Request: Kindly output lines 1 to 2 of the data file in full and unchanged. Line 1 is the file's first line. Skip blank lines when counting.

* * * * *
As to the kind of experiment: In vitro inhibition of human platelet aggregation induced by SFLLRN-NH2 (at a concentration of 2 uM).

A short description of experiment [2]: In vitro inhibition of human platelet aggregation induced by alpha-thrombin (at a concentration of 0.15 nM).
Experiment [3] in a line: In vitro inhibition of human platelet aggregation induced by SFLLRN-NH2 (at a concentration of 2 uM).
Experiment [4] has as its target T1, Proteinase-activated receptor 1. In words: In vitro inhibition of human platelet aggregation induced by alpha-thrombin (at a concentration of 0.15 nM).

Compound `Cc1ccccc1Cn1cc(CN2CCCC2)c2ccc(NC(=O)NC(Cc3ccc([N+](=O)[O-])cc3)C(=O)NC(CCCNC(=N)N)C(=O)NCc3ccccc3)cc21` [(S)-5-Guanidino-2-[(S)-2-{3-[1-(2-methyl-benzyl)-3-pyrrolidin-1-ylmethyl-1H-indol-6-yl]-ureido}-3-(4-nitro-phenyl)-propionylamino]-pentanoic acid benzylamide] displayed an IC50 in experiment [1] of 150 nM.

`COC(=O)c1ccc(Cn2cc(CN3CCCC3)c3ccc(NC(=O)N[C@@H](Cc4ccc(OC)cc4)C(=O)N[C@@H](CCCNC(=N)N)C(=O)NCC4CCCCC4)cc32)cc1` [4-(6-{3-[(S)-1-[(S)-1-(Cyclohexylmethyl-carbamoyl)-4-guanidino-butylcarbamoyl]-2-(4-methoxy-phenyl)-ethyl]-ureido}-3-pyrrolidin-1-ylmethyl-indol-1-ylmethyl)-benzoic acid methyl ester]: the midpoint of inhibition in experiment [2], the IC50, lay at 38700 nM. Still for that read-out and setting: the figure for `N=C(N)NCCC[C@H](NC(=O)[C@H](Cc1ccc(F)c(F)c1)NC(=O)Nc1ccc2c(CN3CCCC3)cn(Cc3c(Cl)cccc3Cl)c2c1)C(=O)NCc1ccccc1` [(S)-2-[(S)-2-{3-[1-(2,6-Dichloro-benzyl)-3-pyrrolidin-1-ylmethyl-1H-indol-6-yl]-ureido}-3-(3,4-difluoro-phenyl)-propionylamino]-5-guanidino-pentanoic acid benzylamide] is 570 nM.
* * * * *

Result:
As to the kind of experiment: In vitro inhibition of human platelet aggregation induced by SFLLRN-NH2 (at a concentration of 2 uM).

A short description of experiment [2]: In vitro inhibition of human platelet aggregation induced by alpha-thrombin (at a concentration of 0.15 nM).